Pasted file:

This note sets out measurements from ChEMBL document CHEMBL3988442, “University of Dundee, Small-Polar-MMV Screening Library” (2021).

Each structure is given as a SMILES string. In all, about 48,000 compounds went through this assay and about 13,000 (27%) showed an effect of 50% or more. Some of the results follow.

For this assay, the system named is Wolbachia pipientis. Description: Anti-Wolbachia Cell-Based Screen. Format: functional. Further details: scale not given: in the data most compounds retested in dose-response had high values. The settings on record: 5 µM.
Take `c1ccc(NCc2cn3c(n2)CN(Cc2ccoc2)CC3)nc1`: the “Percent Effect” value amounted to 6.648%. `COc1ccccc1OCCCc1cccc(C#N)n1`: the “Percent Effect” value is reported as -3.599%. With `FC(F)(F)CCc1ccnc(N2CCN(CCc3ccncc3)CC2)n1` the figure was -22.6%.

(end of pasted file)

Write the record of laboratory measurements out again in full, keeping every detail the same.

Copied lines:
This note sets out measurements from ChEMBL document CHEMBL3988442, “University of Dundee, Small-Polar-MMV Screening Library” (2021).

Each structure is given as a SMILES string. In all, about 48,000 compounds went through this assay and about 13,000 (27%) showed an effect of 50% or more. Some of the results follow.

For this assay, the system named is Wolbachia pipientis. Description: Anti-Wolbachia Cell-Based Screen. Format: functional. Further details: scale not given: in the data most compounds retested in dose-response had high values. The settings on record: 5 µM.
Take `c1ccc(NCc2cn3c(n2)CN(Cc2ccoc2)CC3)nc1`: the “Percent Effect” value amounted to 6.648%. `COc1ccccc1OCCCc1cccc(C#N)n1`: the “Percent Effect” value is reported as -3.599%. With `FC(F)(F)CCc1ccnc(N2CCN(CCc3ccncc3)CC2)n1` the figure was -22.6%.